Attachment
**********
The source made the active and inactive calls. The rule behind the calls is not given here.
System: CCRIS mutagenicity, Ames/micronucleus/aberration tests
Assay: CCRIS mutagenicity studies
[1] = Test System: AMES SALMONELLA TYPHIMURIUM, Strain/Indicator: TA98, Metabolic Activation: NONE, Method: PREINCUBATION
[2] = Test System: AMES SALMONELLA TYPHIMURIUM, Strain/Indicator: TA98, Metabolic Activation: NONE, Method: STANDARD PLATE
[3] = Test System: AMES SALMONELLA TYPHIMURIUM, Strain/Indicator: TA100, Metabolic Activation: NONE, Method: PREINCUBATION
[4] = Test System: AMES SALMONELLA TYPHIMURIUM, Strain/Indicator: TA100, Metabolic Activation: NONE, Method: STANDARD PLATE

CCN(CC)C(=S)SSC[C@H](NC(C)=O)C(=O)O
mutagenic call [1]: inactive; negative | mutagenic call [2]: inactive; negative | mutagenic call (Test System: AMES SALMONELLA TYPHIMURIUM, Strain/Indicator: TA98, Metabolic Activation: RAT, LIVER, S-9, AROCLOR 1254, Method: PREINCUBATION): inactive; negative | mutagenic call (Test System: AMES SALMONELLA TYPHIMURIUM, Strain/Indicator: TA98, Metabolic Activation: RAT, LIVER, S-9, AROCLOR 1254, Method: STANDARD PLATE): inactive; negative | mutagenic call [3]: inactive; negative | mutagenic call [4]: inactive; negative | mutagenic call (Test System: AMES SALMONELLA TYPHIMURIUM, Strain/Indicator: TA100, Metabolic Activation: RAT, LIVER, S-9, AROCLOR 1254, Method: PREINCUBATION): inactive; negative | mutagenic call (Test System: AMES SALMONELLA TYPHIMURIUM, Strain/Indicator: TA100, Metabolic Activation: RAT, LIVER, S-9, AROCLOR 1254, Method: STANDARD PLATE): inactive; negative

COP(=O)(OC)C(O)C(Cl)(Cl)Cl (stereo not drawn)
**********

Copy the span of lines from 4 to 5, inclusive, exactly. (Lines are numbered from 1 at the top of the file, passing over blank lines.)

[1] = Test System: AMES SALMONELLA TYPHIMURIUM, Strain/Indicator: TA98, Metabolic Activation: NONE, Method: PREINCUBATION
[2] = Test System: AMES SALMONELLA TYPHIMURIUM, Strain/Indicator: TA98, Metabolic Activation: NONE, Method: STANDARD PLATE